Bit.Trip Flux, the latest WiiWare extrusion from Gaijin Games, doesn't look like anything all that special in screenshots. But once a controller's in hand, Bit.Trip Flux becomes one of the most immersive and thought-provoking gaming experiences I've had on a console, from its trance-inducing beginnings to its minimalist-yet-moving conclusion. Reviewing it had me engaging with the history of modernism, the inner workings of binary code, and the common structures of music and math—quite a rumination-bank for a game that's basically an arty version of Pong!
Like the best indie designers, Gaijin makes games that possess tremendous individuality, leveraging their smallness to give their work with the unmistakable stamp of an auteur's vision. So I was thrilled to interview Alex Neuse, CEO and founder of Gaijin Games, via the appropriately detached-yet-humanistic medium of instant messenger.
I've heard that Bit.Trip Flux is the swan song for the Bit.Trip series.
It's over, baby.
So the next game is not a music game? Not a 2600-style game? Not the CommanderVideo story?
All of the above. I'm sure music will play a big part, but it won't be overtly musical. Is this part of the interview?
I was just debating that...I assume talk of the next game should be off the record?
Nope. Everything is fair game.
What, no NDA?
Screw NDAs. Everyone lies about 'em anyway. I won't answer something if I don't feel like it. Let's start this interview up!
All right then! Your title is CEO of Gaijin, correct?
Yep! I'm the CEO at Gaijin Games, as well as the primary director of all of our projects.
So what does that mean? What's your average day at the office?
Well, I guess it means that when the hard decisions need to be made, the buck stops with me. Mostly, though, I just coordinate everything and keep the company moving forward. Lately, an average day at the office sadly has a lot of emailing and very little video game making. Running a business isn't the same as making games. But I do a lot of deal brokering and business as well as working with our development teams to coordinate the progress on our projects.
I know Gaijin's a super-small team. Last I heard it was just you, a programmer, a designer, and one minion. Do you all take part in the programming and music end of things, or are duties pretty strictly divided?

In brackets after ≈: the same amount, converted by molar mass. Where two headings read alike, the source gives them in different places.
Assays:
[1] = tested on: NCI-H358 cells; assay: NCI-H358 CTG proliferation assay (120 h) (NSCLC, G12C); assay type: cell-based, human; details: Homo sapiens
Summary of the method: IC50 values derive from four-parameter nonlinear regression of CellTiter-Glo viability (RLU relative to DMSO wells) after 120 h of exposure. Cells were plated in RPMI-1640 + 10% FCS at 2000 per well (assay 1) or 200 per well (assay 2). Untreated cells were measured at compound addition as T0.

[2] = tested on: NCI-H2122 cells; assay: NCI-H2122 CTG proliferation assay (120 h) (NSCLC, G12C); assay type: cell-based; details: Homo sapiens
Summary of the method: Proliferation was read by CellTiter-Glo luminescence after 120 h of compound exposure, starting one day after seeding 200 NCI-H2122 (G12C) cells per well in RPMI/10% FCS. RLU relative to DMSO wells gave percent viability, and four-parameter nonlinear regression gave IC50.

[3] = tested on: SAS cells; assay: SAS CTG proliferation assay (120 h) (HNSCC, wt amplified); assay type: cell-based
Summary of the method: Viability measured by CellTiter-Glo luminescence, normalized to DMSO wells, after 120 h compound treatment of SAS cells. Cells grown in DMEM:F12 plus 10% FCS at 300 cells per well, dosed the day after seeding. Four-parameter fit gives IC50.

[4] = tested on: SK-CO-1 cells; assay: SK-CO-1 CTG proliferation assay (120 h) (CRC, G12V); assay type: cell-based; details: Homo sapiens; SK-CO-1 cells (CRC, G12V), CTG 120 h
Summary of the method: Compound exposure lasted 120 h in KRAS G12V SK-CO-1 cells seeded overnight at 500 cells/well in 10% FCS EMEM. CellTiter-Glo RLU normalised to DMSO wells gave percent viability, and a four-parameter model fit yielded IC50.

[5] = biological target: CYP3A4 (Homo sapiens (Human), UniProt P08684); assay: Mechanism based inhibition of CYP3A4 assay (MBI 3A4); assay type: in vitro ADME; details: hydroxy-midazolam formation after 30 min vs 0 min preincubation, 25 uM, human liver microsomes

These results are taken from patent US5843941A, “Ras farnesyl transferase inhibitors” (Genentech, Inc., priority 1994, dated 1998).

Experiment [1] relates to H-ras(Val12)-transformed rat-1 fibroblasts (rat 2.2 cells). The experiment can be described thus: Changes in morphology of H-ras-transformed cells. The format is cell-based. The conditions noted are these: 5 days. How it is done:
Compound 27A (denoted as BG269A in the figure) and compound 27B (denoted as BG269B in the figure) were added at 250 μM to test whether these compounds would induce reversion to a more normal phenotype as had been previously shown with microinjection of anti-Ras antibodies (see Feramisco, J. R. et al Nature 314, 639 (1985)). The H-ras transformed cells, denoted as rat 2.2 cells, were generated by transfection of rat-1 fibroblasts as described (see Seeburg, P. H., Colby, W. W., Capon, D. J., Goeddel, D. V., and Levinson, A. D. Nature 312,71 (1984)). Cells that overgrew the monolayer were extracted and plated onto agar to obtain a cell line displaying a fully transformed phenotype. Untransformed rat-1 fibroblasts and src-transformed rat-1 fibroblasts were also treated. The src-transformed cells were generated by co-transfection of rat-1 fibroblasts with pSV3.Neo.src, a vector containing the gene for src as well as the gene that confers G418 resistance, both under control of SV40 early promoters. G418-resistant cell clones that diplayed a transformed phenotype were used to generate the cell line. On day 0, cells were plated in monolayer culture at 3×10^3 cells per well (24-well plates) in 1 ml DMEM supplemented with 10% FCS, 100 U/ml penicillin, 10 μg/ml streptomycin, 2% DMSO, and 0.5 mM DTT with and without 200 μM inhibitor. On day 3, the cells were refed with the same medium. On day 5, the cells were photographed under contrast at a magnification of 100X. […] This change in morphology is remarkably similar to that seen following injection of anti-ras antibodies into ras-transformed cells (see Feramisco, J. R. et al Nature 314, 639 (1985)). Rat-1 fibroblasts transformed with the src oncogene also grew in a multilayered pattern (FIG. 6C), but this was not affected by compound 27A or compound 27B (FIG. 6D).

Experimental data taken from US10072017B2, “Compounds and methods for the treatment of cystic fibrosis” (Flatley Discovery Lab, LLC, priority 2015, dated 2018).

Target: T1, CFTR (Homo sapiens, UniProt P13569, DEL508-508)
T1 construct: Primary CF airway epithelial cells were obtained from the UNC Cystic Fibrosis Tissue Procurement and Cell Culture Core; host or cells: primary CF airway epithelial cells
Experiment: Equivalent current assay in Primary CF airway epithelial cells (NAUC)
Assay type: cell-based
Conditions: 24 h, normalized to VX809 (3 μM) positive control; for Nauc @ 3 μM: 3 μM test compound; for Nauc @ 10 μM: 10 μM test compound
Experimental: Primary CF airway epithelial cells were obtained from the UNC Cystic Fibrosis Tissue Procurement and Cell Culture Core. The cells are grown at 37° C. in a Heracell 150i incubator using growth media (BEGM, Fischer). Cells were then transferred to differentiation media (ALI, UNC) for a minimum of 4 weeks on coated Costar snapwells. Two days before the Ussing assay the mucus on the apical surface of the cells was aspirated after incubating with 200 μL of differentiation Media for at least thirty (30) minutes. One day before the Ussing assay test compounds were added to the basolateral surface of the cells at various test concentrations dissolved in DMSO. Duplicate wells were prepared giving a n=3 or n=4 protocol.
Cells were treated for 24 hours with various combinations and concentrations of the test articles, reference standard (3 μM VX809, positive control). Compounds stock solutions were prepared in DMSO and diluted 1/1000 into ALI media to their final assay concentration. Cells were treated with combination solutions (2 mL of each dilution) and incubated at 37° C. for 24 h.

Currently, the Gaijin team is about nine people working relatively full-time. We have a few full-time employees, but most of us are contracted. I tend to deal with the design side of things as well as the business stuff. My partner in crime, Mike Roush, handles the management of all things art-related. Our programming team is coordinated primarily by me, but they're very good at managing themselves.
You've expanded fast!
Yeah, we really have. With our recent acquisition of Robotube Games, we've got a lot on our plates.
Was that in response to all the new platforms on your release list, or in anticipation of the next game?
Kind of both. We have two projects under the Gaijin brand at the moment—one for the 3DS and one for the Wii. We also have two projects under the Robotube brand for the iOS devices. And of course, it will be totally awesome once all of the Bit.Trip games show up on Steam—among other places. Our goal is to ship 12 SKUs this year—hence the growth.
That's quite a shift from the last couple of years! I take it the expansion to Steam and the App Store is going very well, then.
It really is. Our hope is that we will continue to grow our fan base as we release on more platforms. There are more Bit.Trippers out there to be found, I'm sure of it.
You may be the first indie developer I've heard mention 3DS development! Is that something you can talk about?
Right now, all I can say is that we are working on a project for the platform. We're not ready to reveal any details about it quite yet. Soon, though.
So one more business question before diving into the games. In an interview last year you mentioned that "I had tried to start Gaijin Games back in 2004 and failed once, so I know a lot of pitfalls to avoid." What were those avoided pitfalls?
Don't run before you've learned how to walk. The first time around, I assembled a team of nine people right off the bat, designed an epic game in a genre that doesn't sell epic amounts of units, and asked for huge sums of money from publishers. But by going through all of those steps, I learned how to make pitches, how to talk to publishers, how to develop concepts & prototypes, and on and on. It was a huge learning experience, and I suspect that had I not gone through that back in '04, we wouldn't be as successful as we are today.
Dare I ask what the genre that doesn't sell epic amounts of units was? Was it another music game?
It was not a music game, although since PaRappa the Rapper came out, I've been dying to make music games. The first game I pitched was a vertical scrolling arcade-style shmup.
Not so different, really, from what Bit.Trip would become!
I suppose not. I have a soft spot in my heart for very difficult retro games.
It does seem like the kind of trance state that non-representational 8-bit games can induce is really central to the Bit.Trip effect.
Definitely. Our goofy little tag line is "get in the zone and ride the vibe" and it's very true. That's what you have to do when Bit.Tripping.